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Ranchers seek more aggressive approach to wolf management

As environmental lawsuits proceed, cattle groups call for faster confirmation of wolf attacks.


Washington’s Department of Fish and Wildlife made the controversial call last week to kill six wolves in a pack responsible for killing at least 12 cattle. Those so-called legal takes (killing of the offending wolves) removed the entire pack, known as Profanity Peak. The lethal decision has sparked protests as well as death threats against WDFW staff as environmentalists call for a change in policy.

In Oregon, where wolves were removed from the Oregon endangered species list last November, ranchers applaud Washington’s decision. Ranchers here are frustrated with the length of time it takes to conduct a legal take when a pack is threatening livestock, and want Oregon to emulate Washington state’s expedited approach.

“Our program currently really needs some improvement,” says Jerome Rosa, Oregon Cattleman’s Association executive director. Rosa says the wolf population has increased in Oregon to a point where a more aggressive approach is necessary.

He points to the Imnaha Pack, located in Wallowa County. The Oregon Department of Fish and Wildlife had multiple confirmed kills for the pack, but delayed legal takes of offending pack members. The department first tried to take action in 2011 after 14 kills were confirmed in the previous 18 months.

Two of those cattle belonged to Todd Nash, OCA’s Wolf Task Force chair. Nash believes Oregon’s delay in responding to the Imnaha Pack reflects the inherent flaw in the system.

“One of my cattle got killed on September 22, and they put out another kill order on OR4, the alpha male,” Nash says.

On October 5, Nash lost his second calf, but the ODWF was prevented by the Oregon Court of Appeals from following through with its kill order.

The pack continued killing livestock.

For each livestock lost, farmers are out about $2,000. When the kill is confirmed, farmers can recoup that financial loss. According to Rosa, the complicated reimbursement process discourages already frustrated ranchers.

Fast-forward to March of this year when ODFW took action against the Imnaha Pack. Four wolves, the remainder of the pack, were killed.

Michelle Dennehy, ODFW Wildlife Communications Coordinator, said the decision was made after there were five depredations (livestock kills) in a three-week period.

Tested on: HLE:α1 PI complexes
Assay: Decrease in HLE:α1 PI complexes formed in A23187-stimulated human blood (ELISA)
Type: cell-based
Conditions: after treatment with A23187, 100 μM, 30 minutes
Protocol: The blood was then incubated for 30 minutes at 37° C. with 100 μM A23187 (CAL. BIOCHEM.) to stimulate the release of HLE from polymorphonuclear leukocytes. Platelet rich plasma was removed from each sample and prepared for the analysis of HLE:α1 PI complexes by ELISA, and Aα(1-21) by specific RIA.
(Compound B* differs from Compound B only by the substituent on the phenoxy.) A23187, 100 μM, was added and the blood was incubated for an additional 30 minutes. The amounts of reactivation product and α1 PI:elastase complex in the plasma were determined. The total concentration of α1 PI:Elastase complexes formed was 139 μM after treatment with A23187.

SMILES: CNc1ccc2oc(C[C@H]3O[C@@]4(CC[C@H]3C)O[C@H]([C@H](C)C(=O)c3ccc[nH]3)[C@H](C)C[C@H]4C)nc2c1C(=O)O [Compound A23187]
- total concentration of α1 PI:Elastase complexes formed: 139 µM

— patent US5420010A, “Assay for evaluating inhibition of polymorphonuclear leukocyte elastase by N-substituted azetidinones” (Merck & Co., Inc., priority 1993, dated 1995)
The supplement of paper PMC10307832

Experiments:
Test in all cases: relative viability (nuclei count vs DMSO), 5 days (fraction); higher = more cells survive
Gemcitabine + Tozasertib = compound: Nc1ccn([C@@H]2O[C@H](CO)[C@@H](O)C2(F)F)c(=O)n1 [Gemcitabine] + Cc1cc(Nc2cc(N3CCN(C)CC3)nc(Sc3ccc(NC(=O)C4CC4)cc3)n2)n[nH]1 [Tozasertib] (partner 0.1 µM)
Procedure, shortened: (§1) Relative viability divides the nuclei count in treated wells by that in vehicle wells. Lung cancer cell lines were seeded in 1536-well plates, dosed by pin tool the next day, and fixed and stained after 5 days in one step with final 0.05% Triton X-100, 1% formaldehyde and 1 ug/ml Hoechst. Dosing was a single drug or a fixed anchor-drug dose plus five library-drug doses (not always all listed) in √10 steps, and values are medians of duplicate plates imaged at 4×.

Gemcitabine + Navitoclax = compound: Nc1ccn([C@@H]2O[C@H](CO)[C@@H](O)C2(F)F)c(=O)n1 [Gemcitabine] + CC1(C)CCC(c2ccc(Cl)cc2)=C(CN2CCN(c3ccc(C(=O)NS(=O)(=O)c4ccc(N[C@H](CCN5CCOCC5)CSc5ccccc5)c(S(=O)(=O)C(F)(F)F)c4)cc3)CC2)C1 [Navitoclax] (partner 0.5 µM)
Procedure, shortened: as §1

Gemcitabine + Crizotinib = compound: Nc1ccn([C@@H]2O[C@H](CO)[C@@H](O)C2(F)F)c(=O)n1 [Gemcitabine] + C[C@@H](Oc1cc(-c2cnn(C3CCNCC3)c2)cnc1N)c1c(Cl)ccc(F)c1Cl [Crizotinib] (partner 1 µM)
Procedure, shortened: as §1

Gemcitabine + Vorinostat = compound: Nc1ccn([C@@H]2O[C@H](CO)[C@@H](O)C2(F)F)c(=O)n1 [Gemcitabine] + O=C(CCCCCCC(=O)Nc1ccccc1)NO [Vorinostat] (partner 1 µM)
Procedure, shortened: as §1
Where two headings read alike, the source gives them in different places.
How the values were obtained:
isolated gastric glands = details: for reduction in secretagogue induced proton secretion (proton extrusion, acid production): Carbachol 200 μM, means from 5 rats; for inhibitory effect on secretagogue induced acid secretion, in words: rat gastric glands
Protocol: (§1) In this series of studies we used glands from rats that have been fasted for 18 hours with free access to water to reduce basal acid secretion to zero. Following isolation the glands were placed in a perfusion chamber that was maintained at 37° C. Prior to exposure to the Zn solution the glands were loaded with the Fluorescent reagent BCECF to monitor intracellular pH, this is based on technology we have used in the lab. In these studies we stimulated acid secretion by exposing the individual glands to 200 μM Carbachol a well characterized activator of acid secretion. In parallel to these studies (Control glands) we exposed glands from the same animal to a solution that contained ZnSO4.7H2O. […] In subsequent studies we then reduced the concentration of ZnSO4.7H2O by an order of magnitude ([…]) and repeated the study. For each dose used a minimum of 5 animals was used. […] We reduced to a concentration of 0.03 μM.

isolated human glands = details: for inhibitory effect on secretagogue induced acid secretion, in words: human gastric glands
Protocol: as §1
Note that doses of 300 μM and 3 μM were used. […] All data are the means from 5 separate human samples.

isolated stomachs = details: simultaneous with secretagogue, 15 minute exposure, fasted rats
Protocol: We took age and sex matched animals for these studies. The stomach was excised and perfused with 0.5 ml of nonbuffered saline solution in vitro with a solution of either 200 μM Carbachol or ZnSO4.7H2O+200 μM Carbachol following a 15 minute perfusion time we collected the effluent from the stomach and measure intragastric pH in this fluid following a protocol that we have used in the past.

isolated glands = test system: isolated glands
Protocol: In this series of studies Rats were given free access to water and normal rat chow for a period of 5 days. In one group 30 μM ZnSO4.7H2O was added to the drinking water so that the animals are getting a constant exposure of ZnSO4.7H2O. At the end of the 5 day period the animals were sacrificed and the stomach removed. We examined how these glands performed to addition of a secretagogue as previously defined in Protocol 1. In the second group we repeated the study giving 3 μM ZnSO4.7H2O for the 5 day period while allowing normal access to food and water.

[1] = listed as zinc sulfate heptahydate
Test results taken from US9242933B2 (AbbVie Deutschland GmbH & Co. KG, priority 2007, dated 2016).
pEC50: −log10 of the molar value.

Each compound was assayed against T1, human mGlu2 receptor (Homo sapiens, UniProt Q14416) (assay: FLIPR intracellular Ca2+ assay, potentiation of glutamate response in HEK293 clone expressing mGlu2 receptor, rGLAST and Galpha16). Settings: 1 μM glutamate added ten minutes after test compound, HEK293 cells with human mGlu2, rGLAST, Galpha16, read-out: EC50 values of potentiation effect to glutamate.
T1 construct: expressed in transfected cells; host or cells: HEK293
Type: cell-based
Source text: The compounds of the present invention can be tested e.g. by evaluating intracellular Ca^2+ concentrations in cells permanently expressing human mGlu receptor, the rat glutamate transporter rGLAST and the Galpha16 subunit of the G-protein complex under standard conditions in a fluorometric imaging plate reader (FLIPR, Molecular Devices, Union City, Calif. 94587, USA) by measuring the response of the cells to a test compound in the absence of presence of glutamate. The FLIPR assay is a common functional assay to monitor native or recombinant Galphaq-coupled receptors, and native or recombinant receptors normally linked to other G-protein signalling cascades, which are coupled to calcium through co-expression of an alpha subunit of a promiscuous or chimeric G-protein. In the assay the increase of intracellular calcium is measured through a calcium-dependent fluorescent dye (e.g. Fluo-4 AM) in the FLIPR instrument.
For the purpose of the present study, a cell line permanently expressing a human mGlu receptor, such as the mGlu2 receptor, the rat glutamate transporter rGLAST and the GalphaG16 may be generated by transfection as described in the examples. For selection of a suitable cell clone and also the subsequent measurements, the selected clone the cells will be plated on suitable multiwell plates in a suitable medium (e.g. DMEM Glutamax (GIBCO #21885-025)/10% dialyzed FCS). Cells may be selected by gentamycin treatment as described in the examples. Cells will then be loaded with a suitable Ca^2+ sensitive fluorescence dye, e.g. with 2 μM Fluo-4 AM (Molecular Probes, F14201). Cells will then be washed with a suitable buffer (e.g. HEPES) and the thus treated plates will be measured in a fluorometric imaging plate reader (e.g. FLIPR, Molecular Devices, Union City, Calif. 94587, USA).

“It’s been long drawn out battle, but we’re glad to see that come to an end,” Nash says.

But it’s not really the end. The state’s guiding principles — known as the Oregon Wolf Plan — is under review, and ranchers want Oregon to model its tactics after Washington. WDFW implemented a new lethal-control policy in May that sets a lower threshold for killing a wolf pack — four depredations in one year. A pack take will also be considered if there are six kills in a two-year period.

“If you take out one or two wolves that you don’t even know are causing the problem it’s just silliness,” Nash says. “You have to take out the entire pack to clean it up.”

Arran Robertson, spokesperson for Oregon Wild, a nonprofit that advocates for Oregon wildlands and wildlife, disagrees. His group advocates for nonlethal wolf management tools, such as noise boxes, range riders and brightly colored flagging.

“These tools should be used whenever there is a possibility of livestock conflict with wolves, but they can only work if they’re actually used,” Robertson says.

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Ranchers argue these methods don’t always work. That’s when ranchers rely on lethal takes to prevent further depredation.

Rosa says he’s hopeful the Oregon Wolf Plan review will produce a favorable outcome for ranchers. Meanwhile, Oregon Wild and two other environmental groups are proceeding with their legal challenge to the state’s decision to strip wolves of endangered species protection. 

“The goal of wolf conservation and management should be to better understand wolves and their role on the landscape, educate the public, minimize conflict between livestock and wildlife, reduce unnecessary social conflict, and reduce the need to kill wolves so the native hunter can once again play out its rightful role on the landscape,” Robertson says. “When wolves are killed by any state, it’s a demonstration that we’ve collectively failed to meet those goals. At minimum it should lead to some serious reflection.”

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